both but not many are good at it.



"cad user" wrote in message
news:5088738@discussion.autodesk.com...
Programming Autocad is not a crutch, it is a tool that Autocad is designed
to use. If you feel it is a crutch, then I suggest you delete any custom
lisp, vba, etc. routines/programs/macros that your office uses and just use
Autocad right out of the box.

"CADWiz" wrote in message
news:5088716@discussion.autodesk.com...
I total disagree with cad user as well. I don't know the first thing about
programming but still do a hell of job managing our CAD system (at least
that is what my clients tell me ;-). That said, I think programming is
important but I employ or if need be subcontract out specific needs. I
manage and direct that effort knowing exactly what my users need and it is
my job to understand what can and can not be done within the budget of my
department. I allow the programmers to do what they do best and I focus my
time on determining the needs and making sure they have an efficient running
system. Programmers have absolutely no idea how to stay on budget because
they are dreamers and almost never finish on time. At least the good
ones...

Cad User needs to get off his programming high horse. Most, I stress MOST,
programmers are horrible managers and even worse users of CAD. In my
experience, programming should not be used as a crutch to getting the job
done. The cost has to justify the need and MOST programmers think it is
always justified.


"cad user" wrote in message
news:5088365@discussion.autodesk.com...
The IT department should handle the hardware and software budget. The
office manager/branch manager should work with the IT staff about possible
growth. Why would you give a person the title CAD manager if that person
was managing the entire office? Makes no sense.

"melanie stone" wrote in message
news:5088358@discussion.autodesk.com...
and I totally disagree with you...
why would they need to budget? how much do you pay your users? how much are
subscription contracts? how much for pc upgrades, telecommunications needs?
how much do you need to allocate for paper, ink, and specialty equipment...
I didn't say *anything* about budgeting for construction.

I must from your knee-jerk misinterpretation of my mention of budgeting that
you've never actually worked in management?

"cad user" wrote in message
news:5088338@discussion.autodesk.com...
I totally disagree. Why would a CAD Manager need to schedule or budjet
anything? They are not Project Managers. They need to be able to
streamline the CAD system. They are the people that need to know most about
how the program works in order to make it do what the users want. Autocad
is suppose to be customized. Anybody can create standards, and standards
should be a team effort. The best way to enforce those standards is through
customization/automation so it makes it as easy as possible for users to put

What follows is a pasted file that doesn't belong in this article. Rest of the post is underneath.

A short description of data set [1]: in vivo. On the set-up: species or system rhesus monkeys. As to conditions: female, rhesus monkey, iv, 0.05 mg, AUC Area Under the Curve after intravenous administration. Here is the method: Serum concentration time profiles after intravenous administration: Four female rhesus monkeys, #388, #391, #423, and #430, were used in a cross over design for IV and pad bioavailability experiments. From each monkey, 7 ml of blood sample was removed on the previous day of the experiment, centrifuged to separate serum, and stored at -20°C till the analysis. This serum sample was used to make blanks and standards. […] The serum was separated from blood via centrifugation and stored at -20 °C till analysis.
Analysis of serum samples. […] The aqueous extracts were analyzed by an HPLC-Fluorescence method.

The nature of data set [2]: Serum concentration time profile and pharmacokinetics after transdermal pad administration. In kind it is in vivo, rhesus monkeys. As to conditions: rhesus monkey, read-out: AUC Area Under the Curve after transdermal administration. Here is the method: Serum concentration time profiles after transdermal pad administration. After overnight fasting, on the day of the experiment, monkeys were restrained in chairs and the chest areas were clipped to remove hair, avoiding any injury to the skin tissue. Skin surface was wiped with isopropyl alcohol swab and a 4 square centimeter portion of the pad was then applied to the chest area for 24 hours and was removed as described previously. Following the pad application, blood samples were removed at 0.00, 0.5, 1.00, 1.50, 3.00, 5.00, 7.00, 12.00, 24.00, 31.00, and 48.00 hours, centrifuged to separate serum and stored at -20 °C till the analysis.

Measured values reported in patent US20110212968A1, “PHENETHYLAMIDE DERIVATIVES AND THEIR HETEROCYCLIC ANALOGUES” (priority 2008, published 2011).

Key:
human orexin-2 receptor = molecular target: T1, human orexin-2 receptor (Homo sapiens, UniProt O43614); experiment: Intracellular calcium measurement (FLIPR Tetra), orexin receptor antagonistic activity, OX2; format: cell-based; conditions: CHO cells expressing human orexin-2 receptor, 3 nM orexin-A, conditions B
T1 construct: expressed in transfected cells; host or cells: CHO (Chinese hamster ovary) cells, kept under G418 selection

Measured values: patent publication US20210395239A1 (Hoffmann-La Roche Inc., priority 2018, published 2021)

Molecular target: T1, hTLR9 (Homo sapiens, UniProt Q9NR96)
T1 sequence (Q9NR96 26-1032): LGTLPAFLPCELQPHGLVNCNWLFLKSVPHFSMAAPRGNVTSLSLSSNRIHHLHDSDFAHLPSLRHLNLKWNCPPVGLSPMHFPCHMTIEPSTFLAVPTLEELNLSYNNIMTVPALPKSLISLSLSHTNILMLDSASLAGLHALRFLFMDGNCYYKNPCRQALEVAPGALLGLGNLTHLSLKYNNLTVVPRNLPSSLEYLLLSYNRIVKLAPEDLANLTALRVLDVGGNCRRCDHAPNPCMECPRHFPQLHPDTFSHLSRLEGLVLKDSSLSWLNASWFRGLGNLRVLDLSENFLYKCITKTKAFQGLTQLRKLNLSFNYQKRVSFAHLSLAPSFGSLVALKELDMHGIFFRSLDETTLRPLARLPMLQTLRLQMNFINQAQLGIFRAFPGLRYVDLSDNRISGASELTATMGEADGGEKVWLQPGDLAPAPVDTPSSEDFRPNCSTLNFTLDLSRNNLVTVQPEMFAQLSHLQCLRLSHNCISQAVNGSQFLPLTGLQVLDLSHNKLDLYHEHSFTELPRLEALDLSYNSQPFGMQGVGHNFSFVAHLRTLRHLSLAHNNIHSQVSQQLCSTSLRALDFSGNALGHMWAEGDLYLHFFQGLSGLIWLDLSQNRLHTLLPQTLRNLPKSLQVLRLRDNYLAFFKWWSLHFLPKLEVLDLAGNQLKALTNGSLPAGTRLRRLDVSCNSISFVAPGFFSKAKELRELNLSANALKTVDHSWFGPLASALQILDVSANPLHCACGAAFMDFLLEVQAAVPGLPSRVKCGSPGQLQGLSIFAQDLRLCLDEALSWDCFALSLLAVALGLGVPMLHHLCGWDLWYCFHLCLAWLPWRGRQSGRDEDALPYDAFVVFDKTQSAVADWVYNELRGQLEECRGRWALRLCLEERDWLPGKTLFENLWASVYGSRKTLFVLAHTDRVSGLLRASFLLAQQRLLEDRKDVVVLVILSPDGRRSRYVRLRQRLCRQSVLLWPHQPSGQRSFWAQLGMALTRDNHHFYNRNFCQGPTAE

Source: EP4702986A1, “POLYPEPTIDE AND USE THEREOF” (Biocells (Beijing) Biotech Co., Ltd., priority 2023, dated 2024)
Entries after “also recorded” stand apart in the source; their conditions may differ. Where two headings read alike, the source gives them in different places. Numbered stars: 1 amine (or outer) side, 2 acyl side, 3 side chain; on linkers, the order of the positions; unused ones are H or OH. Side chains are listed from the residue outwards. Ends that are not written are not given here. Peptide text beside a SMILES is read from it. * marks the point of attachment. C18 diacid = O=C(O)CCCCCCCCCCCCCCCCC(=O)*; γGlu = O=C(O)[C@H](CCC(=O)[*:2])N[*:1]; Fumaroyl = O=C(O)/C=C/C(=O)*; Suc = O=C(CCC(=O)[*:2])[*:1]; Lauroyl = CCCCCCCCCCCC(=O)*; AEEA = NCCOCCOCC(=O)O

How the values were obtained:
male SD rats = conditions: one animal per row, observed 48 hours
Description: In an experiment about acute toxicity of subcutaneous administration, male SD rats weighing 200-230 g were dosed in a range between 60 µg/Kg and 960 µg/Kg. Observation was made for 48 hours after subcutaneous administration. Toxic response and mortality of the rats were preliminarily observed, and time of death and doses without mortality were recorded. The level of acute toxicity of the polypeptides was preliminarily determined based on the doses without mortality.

objects on the correct layers, get blocks, details etc. as efficiently as
possible.

But I guess I'm wrong.
"melanie stone" wrote in message
news:5088315@discussion.autodesk.com...
I agree with david and hector that managerial and people skills are tops
here... then it will depend upon the actual office environment what comes
next. some might need to BE the IT guy, others might have a separate IT
department and not need to know precisely how everything works. Knowledge of
the programs? Honestly, I believe rudimentary knowledge about how common
tasks are accomplished is good enough for someone who is not drafting. Their
job is to manage... budget... schedule... etc, not to know every intricacy
of the program(s) being used.

"Kevin Anderson" wrote in message
news:5088147@discussion.autodesk.com...
With all the recent great insightful discussions of Cad testing, Management
worth, Document management, etc... What do you think are the most important
traits / objectives of a good Cad manager? And how would you rank those
items in terms of order?
Like:
1. Knowledge of the particular Cad Program itself, (ADT, etc.)
2. Networking / Server knowledge
3. People skills for training, etc...
TIA,
--
Kevin Anderson
www.KAddAssociates.com
*Matt Stachoni
Message 30 of 40 (64 Views)

Re: the Most important duties of a CAD Manager

02-16-2006 02:45 PM in reply to: *Kevin Anderson
On Thu, 16 Feb 2006 15:32:16 +0000, Kevin Anderson
wrote:

>With all the recent great insightful discussions of Cad testing, Management
>worth, Document management, etc... What do you think are the most important
>traits / objectives of a good Cad manager? And how would you rank those
>items in terms of order?
>Like:
>1. Knowledge of the particular Cad Program itself, (ADT, etc.)
>2. Networking / Server knowledge
>3. People skills for training, etc...
>TIA,

1. CAD application knowledge (obviously) - Users do not respect a CM who doesn't
understand how AutoCAD works at a deeper level than they do.
2. Time management
3. Patience with users, managers and other idiots
4. Ability to learn
5. Ability to UNLearn
6. Organizational skillz
7. Comfortableness in your superiority.

Matt
mstachoni@comcast.net
mstachoni@bhhtait.com